4. A compound according to claim 1, wherein R in formula IX represents a radical consisting of two phenylene rings linked in the o--o', o--p', or p,p'-position by an alkylene group of 1 to 4 carbon atoms.
5. A compound according to claim 1, wherein R in formula IX represents a group of formula ##STR14## where R2 represents a methylene or an isopropylidene group.
6. A compound according to claim 1, which is:
2,2-bis(p-(3-butoxy-2-glycidyloxypropyloxy)phenyl)propane;
2,2-bis(p-(3-methoxy-2-glycidyloxypropyloxy)phenyl)propane;
2,2-bis(p-(3-ethoxy-2-glycidyloxypropyloxy)phenyl)propane;
2,2-bis(p-(3-dodecyloxy-2-glycidyloxypropyloxy)phenyl)propane;
2,2-bis(p-(3-tetradecyloxy-2-glycidyloxypropyloxy)phenyl)propane;
2,2-bis(p-(3-benzyloxy-2-glycidyloxypropyloxy)phenyl)propane;
bis(p-(3-butoxy-2-glycidyloxypropyloxy)phenyl)methane;
1,3-bis(3-phenoxy-2-glycidyloxypropyloxy)benzene;
bis(p-(3-butoxy-2-glycidyloxypropyloxy)phenyl)sulfone;
2,2-bis(p-(3-cyclohexyloxy-2-glycidyloxypropyloxy)phenyl)propane;
2,2-bis(4-(3-butoxy-2-glycidyloxypropyloxy)-3,5-dibromophenyl)propane;
2,2-bis(p-(3-allyloxy-2-glycidyloxypropyloxy)phenyl)propane;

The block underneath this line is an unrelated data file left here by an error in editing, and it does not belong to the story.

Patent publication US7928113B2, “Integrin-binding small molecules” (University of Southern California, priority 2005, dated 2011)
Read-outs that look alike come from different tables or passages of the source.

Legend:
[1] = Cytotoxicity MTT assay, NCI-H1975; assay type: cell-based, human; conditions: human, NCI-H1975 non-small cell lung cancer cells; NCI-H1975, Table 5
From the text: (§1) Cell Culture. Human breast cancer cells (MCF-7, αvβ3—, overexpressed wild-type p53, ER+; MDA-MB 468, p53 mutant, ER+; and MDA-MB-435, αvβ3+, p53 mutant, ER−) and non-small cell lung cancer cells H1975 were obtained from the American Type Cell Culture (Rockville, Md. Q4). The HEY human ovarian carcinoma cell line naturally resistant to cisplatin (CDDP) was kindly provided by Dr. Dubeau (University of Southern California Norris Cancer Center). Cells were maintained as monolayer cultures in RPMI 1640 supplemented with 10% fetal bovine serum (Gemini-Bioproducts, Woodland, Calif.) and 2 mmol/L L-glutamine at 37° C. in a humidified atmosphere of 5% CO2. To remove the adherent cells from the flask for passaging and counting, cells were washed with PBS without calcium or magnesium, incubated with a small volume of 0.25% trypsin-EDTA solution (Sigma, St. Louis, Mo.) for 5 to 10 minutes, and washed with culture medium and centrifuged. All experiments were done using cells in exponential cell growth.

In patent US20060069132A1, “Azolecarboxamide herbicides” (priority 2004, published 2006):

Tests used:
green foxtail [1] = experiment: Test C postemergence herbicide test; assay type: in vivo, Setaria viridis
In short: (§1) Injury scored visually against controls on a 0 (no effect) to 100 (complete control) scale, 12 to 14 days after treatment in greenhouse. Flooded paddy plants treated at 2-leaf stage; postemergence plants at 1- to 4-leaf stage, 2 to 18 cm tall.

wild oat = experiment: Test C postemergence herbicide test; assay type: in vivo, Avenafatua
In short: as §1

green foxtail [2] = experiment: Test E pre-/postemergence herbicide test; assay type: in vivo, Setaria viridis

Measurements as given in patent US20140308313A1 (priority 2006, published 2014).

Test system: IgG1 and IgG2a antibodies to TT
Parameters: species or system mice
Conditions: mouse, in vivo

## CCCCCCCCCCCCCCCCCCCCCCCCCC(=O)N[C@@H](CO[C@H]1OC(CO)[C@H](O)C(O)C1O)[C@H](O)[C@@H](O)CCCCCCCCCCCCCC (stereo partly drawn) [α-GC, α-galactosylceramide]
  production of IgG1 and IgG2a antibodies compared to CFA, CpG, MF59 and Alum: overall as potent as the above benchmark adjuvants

2,2-bis(p-(3-benzyloxy-2-glycidyloxypropyloxy)phenyl)propane;
1,3-bis(2-glycidyloxy-3-phenoxypropyloxy)benzene; or
2,2-bis(p-(3-phenoxy-2-glycidyloxypropyloxy)phenyl)propane.
Description
BACKGROUND OF THE INVENTION

British Patent No. 909,567 refers to the formation of mono(hydroxyaliphatic) ethers of dihydric phenols by reaction of 1 mol. of the dihydric phenol with 1 mol. of a suitable mono-1,2-epoxide. Thus, with glycidol, a mono(2,3-dihydroxypropyl) ether is produced, while with phenyl glycidyl ether a mono(2-hydroxy-3-phenoxypropyl) ether is obtained. Reaction of the product (1 mol.), i.e., the mono(hydroxyaliphatic) ether of the dihydric phenol, with epichlorohydrin (1 mol.) in the presence of a suitable condensation catalyst (a boron trifluoride complex) is said to lead primarily to formation of the monochlorohydrin ether, leaving the phenolic hydroxyl group largely unreacted. Thus, the reaction with, for example, phenyl glycidyl ether and a dihydric phenol HO--X--OH and subsequent treatment with epichlorohydrin is indicated to proceed as follows: ##STR2##